[Editor’s Note 1/15/2018: The long-awaited White Coat Investor Online Course is live and is available for purchase here. The course is entitled: Fire Your Financial Advisor. No more wading through dozens of books at the library, scrolling through hundreds of blog posts on dozens of blogs, or checking in daily with online forums trying to gain a financial education the way the hobbyists do. This course will take you from feeling anxious and having no plan to having a written financial plan you can follow the rest of your investing career as a professional and a retiree. This course is the material that should have been taught to you in college, medical school, or residency, but never was.]
I know you hear lots of people’s financial woes. I almost never read articles that include situations similar to ours, and am beginning to feel that we are way out of the norm.
My partner and I both went to one of the most expensive medical schools in California. With tuition and living expenses, our combined debts currently stand at 840K (about 420K each), with interest accruing at about 6.5% for half the amount, and 7.6% for the other half. We are both in residency, Psych and IM.
We’ve been trying to live as frugally as possible in California and our families are both here. We’ve started saving for retirement in Roth IRAs and have a $10K emergency fund and are also starting to save for a house. We are about to apply for disability insurance which looks like it will cost us about $500/month for both of us. I am worried about refinancing our loans into private loans because of the loss of the ability to
defer/forbearance in case of hardship and the damage it might have to our credit. At this point, our plan is to aggressively pay our loans after graduation. If I pay 5K/month on my loan, then it should be paid off in 10 years.
Right now, I want to make sure that we put the best plan into place for both saving and paying down the loans simultaneously. Now the cherry on top, is that my widowed mother is likely to need financial help from us pretty soon (1 year), thinking we may need to purchase a large enough house for her to live with us, and take care of her regular expenses.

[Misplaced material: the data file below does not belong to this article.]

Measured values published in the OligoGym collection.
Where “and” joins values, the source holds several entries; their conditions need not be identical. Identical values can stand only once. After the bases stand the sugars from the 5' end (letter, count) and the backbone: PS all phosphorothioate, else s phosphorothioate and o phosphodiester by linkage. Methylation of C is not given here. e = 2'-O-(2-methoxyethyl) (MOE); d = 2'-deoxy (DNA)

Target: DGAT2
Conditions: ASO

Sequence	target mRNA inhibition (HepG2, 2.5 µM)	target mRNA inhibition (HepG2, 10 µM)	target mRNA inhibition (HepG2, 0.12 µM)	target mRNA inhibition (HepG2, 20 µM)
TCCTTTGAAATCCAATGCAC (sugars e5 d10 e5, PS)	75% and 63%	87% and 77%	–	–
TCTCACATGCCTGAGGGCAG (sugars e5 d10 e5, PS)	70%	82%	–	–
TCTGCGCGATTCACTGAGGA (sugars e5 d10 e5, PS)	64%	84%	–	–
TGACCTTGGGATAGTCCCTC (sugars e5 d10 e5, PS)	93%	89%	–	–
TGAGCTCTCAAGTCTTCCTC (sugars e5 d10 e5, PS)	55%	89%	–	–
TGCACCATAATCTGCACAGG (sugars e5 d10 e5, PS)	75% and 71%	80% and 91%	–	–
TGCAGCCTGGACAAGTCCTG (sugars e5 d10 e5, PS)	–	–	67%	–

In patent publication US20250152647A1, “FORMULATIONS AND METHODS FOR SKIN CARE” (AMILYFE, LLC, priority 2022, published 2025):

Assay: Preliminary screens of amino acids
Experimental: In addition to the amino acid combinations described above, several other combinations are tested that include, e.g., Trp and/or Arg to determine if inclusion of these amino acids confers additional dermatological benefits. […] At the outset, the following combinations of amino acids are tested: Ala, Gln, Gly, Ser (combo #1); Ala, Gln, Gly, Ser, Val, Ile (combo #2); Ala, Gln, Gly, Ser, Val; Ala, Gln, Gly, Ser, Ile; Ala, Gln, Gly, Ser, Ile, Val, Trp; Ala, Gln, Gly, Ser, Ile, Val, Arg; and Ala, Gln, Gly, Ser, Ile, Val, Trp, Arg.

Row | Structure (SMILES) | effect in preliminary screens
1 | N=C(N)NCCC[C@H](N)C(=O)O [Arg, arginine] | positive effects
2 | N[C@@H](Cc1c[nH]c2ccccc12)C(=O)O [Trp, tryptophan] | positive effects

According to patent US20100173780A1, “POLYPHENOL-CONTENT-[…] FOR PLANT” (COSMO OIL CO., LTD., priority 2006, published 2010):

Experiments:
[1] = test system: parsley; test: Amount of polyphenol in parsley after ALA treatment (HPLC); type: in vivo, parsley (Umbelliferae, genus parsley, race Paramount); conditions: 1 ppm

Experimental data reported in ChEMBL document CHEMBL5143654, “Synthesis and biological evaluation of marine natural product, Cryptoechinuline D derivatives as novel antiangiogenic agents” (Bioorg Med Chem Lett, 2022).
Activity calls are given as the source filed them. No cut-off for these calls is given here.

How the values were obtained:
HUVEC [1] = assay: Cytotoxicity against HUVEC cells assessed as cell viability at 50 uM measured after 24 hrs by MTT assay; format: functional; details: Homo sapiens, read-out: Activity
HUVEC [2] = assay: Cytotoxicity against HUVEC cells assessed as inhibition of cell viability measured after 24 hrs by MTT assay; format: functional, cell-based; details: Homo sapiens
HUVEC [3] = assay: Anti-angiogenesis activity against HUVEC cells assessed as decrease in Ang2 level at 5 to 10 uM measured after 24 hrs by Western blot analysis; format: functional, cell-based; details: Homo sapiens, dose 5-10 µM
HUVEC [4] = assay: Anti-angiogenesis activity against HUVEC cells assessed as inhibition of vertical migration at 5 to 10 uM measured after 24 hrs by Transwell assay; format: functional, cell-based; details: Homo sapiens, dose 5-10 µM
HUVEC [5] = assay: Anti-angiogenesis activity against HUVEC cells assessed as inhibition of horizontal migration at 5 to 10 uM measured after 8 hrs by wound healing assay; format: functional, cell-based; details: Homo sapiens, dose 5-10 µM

What is your general advice for those of us who have exorbitant sums of loans? I doubt PSLF will help us if it is even still there 7 years from now, so ignoring the PSLF possibility, what is the least worst way to go about this?
Unfortunately, this situation is not only not rare, but it is becoming increasingly common, particularly among dentists as you can hear in this call to the Dave Ramsey show I shared a while back.
$840K is a lot of student loan debt, but it still isn’t my record ($950K for two docs, $635K for one, send me an email if you can beat it.)
[Update 4/17: Record has continually increased since writing this- $800K, $940K, and now $1.2M for one doc. OMFS and orthodontists seem to lead the pack.]
But there’s no doubt these two docs are in some serious financial hot water. Consider these four factors:
1) Huge debt
2) Relatively high interest rate debt
3) Low paying specialties
4) Living in a very high cost of living area
Why is this so bad? Well, the interest alone on that debt is about $60K a year. So it will cost them $5K in after-tax dollars a month just to stand still. That may be half of one of their after-tax monthly incomes!
The good news is that they realize that this is a problem. They realize they need to save and have already begun to do so. They’re developing a financial plan. They’re having a little trouble prioritizing their savings, but that’s a relatively minor issue. The major issue is the $840K elephant in the room. I’m not quite convinced they understood just how bad that was. Dealing with that mess requires a radical solution, and I didn’t hear a radical solution in the email. But they’re probably only at a peak income to student loan debt ratio of 2X. As I wrote about recently, that’s at least still doable. 3X, or even 4X (like the dentist in the Dave Ramsey call with a $480K debt and a $120K income) probably isn’t.
Here’s what this couple (and all of you out there like them) need to consider.
# 1 Mindset Change
It’s time to change your mindset. You’re not only broke, you’re far worse than broke. You’re over $800K away from broke. You’re in a worse financial position than 99.99% of other Americans. The dude living under the bridge is in better financial shape than you are. You’re in no position to buy a house. You’re in no position to help anyone else financially. You’re in no position to live in a high cost of living area, no matter how many family members you have there. You’re in some deep crap. Your debt to income ratio is radical, and a radical solution is required.
# 2 Public Service Loan Forgiveness